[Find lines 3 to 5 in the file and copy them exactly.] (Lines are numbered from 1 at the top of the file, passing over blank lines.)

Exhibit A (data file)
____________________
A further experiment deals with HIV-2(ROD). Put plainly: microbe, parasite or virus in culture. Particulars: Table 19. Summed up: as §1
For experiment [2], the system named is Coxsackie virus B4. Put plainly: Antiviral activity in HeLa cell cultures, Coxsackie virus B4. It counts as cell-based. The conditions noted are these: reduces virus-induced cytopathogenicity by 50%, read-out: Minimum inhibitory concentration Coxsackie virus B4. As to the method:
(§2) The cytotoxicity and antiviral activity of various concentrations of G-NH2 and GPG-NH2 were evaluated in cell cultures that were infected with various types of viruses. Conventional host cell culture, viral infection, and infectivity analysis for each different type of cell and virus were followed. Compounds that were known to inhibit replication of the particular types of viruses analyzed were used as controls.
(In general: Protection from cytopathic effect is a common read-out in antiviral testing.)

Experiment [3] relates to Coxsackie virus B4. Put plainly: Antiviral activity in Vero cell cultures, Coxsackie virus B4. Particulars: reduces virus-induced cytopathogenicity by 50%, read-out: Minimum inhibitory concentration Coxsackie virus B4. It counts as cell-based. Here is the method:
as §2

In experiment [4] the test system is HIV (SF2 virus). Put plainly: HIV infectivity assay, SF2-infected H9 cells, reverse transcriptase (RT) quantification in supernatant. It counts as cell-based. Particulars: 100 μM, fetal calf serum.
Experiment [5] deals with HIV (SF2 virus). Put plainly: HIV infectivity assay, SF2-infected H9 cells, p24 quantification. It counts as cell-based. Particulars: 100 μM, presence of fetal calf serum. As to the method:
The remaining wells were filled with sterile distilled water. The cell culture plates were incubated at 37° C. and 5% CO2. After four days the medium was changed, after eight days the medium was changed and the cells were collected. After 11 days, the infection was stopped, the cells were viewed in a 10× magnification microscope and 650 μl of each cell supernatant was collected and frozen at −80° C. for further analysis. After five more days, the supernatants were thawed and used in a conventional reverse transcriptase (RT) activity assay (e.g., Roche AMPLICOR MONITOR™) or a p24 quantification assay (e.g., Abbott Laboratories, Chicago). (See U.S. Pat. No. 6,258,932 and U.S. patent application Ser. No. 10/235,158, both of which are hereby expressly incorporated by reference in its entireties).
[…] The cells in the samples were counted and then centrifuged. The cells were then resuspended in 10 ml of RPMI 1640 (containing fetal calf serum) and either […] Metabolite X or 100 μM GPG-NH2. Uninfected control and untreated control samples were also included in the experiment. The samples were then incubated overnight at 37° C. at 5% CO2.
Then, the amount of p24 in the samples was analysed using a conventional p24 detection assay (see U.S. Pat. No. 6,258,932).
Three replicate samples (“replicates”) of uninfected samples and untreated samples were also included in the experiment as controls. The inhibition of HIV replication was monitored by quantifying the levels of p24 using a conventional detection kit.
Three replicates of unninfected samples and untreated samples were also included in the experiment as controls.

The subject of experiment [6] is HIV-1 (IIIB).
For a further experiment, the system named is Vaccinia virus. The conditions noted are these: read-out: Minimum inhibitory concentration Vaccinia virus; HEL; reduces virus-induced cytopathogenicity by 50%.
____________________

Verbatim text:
(§2) The cytotoxicity and antiviral activity of various concentrations of G-NH2 and GPG-NH2 were evaluated in cell cultures that were infected with various types of viruses. Conventional host cell culture, viral infection, and infectivity analysis for each different type of cell and virus were followed. Compounds that were known to inhibit replication of the particular types of viruses analyzed were used as controls.
(In general: Protection from cytopathic effect is a common read-out in antiviral testing.)

Experiment [3] relates to Coxsackie virus B4. Put plainly: Antiviral activity in Vero cell cultures, Coxsackie virus B4. Particulars: reduces virus-induced cytopathogenicity by 50%, read-out: Minimum inhibitory concentration Coxsackie virus B4. It counts as cell-based. Here is the method: